The application is available online at


If you haven’t yet, please complete this brief survey so we can best understand your needs and connect you to the appropriate capital resource: COVID-19 Emergency Capital Tool Survey 

Monday March 23, 2020 

Are you a manufacturer in Northwestern Pennsylvania (or other entity) with a supply of N95 masks and other crucial medical supplies? 

As the coronavirus spreads, Chambers throughout the Commonwealth are asking manufacturers and other companies for two critical needs: their back stock of N95 masks and personal protective equipment (PPE) and to turn their existing supply chain to generate addition PPE output to meet the needs of Pennsylvania's healthcare system. 

In a statement earlier today, the PA Chamber made the following request:

As the COVID-19 pandemic is impacting the Commonwealth and the nation, there has been much attention paid to the fact that the health care community is critically low on the personal protective equipment (PPE) that will help guard them against contracting the virus as they continue to perform the important work of diagnosing and treating patients. That's why the PA Chamber is making two urgent requests of businesses across Pennsylvania.

The statement continues, imploring businesses to donate their back stock of N95 masks to local hospitals. Protective eye gear, medical gloves, and medical gowns are also needed by frontline healthcare workers. In some parts of the state, healthcare providers must wear the same PPE for hours, which increases their risk of infection. Additionally, businesses are asked to examine their existing supply chain and determine if additional PPE supplies are available and/or if the business has capacity to produce critical medical supplies. 

Erie businesses have been quick to respond. Several local distilleries retooled equipment from liquor to hand sanitizer in an effort to keep local healthcare facilities well-stocked, according to a recent Erie Times-News article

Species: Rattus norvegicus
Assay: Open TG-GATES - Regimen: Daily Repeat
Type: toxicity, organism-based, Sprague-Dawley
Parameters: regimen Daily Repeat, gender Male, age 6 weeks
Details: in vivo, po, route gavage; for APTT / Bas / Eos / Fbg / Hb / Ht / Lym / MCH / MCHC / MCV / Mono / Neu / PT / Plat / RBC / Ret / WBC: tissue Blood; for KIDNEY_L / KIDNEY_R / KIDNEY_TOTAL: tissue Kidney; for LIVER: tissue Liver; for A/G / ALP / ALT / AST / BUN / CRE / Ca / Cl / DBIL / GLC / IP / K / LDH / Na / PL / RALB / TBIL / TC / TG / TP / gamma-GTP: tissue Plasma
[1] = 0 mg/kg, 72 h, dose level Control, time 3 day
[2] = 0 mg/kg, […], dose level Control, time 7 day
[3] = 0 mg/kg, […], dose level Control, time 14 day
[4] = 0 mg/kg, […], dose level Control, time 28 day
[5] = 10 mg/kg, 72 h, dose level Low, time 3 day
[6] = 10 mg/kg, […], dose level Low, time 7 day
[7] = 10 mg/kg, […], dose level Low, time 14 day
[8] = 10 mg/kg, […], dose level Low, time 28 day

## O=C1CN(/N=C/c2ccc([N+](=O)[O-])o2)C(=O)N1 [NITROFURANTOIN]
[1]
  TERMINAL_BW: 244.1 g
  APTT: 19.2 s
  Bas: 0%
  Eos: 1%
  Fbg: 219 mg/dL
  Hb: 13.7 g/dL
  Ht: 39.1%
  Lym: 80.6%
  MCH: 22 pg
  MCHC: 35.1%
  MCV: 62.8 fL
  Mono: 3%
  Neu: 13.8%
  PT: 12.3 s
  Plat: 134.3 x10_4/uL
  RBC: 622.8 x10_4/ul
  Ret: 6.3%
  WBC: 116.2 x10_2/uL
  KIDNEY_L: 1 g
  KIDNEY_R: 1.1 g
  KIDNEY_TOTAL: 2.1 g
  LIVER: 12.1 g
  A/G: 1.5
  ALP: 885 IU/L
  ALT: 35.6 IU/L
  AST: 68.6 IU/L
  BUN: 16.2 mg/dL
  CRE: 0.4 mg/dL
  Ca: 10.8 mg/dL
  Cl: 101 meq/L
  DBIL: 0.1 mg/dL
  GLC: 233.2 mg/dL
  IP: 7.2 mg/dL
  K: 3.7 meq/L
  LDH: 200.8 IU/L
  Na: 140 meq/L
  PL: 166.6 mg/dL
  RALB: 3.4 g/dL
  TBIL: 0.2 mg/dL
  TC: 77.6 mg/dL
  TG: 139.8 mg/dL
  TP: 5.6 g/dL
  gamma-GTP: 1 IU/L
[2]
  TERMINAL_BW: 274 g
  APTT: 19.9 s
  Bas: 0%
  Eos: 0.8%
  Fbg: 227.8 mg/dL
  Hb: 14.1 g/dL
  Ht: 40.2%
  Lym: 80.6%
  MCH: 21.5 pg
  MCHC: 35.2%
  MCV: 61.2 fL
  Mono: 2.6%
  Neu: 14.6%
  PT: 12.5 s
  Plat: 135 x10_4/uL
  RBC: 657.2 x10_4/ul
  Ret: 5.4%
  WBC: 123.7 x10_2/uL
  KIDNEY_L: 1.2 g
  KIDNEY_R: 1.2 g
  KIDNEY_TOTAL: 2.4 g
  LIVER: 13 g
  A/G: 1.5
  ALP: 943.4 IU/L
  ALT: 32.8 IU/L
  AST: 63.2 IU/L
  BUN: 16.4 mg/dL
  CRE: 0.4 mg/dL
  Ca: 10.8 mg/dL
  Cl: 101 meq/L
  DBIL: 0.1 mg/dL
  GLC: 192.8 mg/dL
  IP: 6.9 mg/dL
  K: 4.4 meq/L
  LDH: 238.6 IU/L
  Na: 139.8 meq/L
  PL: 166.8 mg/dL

We hope other businesses follow suit and respond to the PA Chamber's request -- and ours -- to funnel critical supplies to where they're needed most. If your company is able to assist in this manner, please contact us as soon as possible so that we can connect you to the appropriate medical facility. 

  • coronavirus
Friday March 20, 2020 
by: Jake Rouch
VP, Economic Development

As things continue to develop in response to COVID-19, questions around unemployment compensation continue to arise. Below is a Q&A with Bev Rapp from Rapid Response to help explain the latest in terms we all can understand.

Q: Does unemployment compensation come from Pennsylvania or the U.S. Government?
All Unemployment Compensation (UC) benefits are paid by the state in which you reside - there is not an additional federal program you apply to for aid.  The Federal Government's role in UC is as a funder to states; they pass along that money to states who pay it out to individuals.  Funding for UC comes from you (out of your paycheck), employers, the state and the feds.

Q: Who can apply for unemployment compensation?
Any person that is laid off should file an online application to begin receiving benefits. 

Q: What do I need to file for unemployment compensation?